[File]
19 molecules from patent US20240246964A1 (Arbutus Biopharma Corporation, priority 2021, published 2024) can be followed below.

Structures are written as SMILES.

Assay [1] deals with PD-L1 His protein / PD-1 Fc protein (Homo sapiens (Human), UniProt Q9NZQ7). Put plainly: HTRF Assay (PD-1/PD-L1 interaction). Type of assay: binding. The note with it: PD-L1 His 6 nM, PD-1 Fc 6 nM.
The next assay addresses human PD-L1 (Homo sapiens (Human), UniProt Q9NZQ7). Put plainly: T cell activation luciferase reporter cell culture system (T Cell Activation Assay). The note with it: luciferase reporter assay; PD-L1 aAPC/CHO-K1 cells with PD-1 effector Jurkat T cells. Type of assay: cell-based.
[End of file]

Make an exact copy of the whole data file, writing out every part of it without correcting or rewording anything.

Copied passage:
19 molecules from patent US20240246964A1 (Arbutus Biopharma Corporation, priority 2021, published 2024) can be followed below.

Structures are written as SMILES.

Assay [1] deals with PD-L1 His protein / PD-1 Fc protein (Homo sapiens (Human), UniProt Q9NZQ7). Put plainly: HTRF Assay (PD-1/PD-L1 interaction). Type of assay: binding. The note with it: PD-L1 His 6 nM, PD-1 Fc 6 nM.
The next assay addresses human PD-L1 (Homo sapiens (Human), UniProt Q9NZQ7). Put plainly: T cell activation luciferase reporter cell culture system (T Cell Activation Assay). The note with it: luciferase reporter assay; PD-L1 aAPC/CHO-K1 cells with PD-1 effector Jurkat T cells. Type of assay: cell-based.